Art, Field Notes

Pasadena Museum of History

The Pasadena Museum of History opened Something Revealed; California Women Artists Emerge, 1860-1960 on September 29, 2018 and runs until March 31, 2019.

The exhibit was curated to “dispel the misconception that women were limited in their subject matter and demonstrate that women, especially here in California, have historically made their mark in a male dominated world.  Even today, the role of men in the annals of art history frequently overshadows the artistic accomplishments made by women. The exhibition will show a long history of excellence in female-created art and prove that women could and did contribute to the evolution of style, technique, and exploration in the world of art.

This exhibition of more than 200 pieces showcases just a fraction of the countless number of women who were working in the arts beginning in the mid-nineteenth century in California. From traditional to abstractions, focusing on works produced between the mid-1800s through the 1950s, the exhibition presents an eclectic array of oil paintings, works on paper, ceramics, metalcraft, textiles and sculpture. The exhibition, loosely divided into themes, explores the wide breadth of what women could and did accomplish as they overcame any notion that their art was in anyway inferior to their male counterparts. Curated by Maurine St. Gaudens Studio and accompanied by St. Gaudens’ four volume book, Emerging from the Shadows; A Survey of Women Artists Working in California, 1860-1960, this exhibition will stimulate conversations and shatter any preconceived notions of the limitations of art created by women.”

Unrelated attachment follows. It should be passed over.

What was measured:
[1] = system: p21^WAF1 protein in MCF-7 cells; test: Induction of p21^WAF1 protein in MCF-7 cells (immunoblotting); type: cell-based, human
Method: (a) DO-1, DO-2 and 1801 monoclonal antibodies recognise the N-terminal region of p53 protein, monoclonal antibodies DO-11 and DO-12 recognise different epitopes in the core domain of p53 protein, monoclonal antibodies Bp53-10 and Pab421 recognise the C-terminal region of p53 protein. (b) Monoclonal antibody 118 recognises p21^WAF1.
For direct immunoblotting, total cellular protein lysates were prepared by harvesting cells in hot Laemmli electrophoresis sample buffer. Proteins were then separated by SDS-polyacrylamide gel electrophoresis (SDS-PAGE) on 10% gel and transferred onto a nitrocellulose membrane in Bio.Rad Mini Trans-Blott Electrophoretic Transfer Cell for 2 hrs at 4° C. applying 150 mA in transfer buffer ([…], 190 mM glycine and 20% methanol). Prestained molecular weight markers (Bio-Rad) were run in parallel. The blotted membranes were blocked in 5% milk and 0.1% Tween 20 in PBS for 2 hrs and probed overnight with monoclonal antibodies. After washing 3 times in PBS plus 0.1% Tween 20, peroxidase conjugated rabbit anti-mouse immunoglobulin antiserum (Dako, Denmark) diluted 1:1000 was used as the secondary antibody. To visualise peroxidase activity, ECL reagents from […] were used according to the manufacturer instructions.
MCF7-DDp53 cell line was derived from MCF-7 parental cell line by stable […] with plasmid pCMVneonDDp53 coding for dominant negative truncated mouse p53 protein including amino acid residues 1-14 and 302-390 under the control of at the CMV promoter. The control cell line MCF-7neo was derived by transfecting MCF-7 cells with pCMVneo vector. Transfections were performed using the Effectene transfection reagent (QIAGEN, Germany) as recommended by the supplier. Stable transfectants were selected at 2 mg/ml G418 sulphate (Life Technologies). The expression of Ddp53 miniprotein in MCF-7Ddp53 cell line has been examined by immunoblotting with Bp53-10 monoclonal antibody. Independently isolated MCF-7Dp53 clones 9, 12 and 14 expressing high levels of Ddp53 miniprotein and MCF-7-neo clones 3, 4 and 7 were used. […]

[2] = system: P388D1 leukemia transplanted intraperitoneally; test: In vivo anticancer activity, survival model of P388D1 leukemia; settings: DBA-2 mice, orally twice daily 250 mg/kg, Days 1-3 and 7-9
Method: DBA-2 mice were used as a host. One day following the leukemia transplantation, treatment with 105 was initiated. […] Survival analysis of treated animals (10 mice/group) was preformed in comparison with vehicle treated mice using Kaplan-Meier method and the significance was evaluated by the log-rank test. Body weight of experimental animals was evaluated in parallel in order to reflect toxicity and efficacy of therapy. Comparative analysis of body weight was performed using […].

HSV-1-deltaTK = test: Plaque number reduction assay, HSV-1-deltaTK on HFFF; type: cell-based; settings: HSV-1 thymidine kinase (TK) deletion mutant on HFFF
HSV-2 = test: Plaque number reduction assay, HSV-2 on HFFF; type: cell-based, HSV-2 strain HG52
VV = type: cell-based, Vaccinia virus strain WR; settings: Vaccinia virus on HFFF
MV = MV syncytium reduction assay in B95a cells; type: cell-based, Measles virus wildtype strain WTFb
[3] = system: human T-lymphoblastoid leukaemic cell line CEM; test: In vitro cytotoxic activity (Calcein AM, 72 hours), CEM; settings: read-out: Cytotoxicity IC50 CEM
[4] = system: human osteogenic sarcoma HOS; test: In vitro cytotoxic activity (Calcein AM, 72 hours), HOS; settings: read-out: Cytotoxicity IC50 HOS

Maurine St. Gaudens is the exhibit co-curator and author of Emerging from the Shadows: A Survey of Women Artists Working in California, 1860-1960. She is posing by Nellie Gail Moulton’s Buffalo Roundup, 1928-1930 which is oil on canvas. This piece is provided courtesy of Jared Mathis and the Moulton Family Foundation.
Esie Palmer Payne (1884-1971) Bus Stop, circa 1943, oil on canvas. This piece is provided by The Buck Collection at the UCI Institute and Museum for California Art.
Boza Hessova (a.k.a. Betrice Hess) (1860-1939) Rising and Vanishing Hollywood, (California), circa 1934, oil on canvas. The piece is courtesy of Michael Kelley, Kelley Gallery, Pasadena, California.
Artists’ techniques and tools display
VIP Party on October 13th, 2018

The exhibit has a lovely VIP Party for those who contributed to this show. Visit the museum to see the exhibit, Fenyes Mansion, the Finish Folk Art Museum. The Kathryne Beynon Foundation Exhibition Hall rotates a variety of themes such as past exhibits Dreaming the Universe: The Intersection of Science, Fiction, & Southern California and Royals of Pasadena: Rose Queen® and Royal Court.

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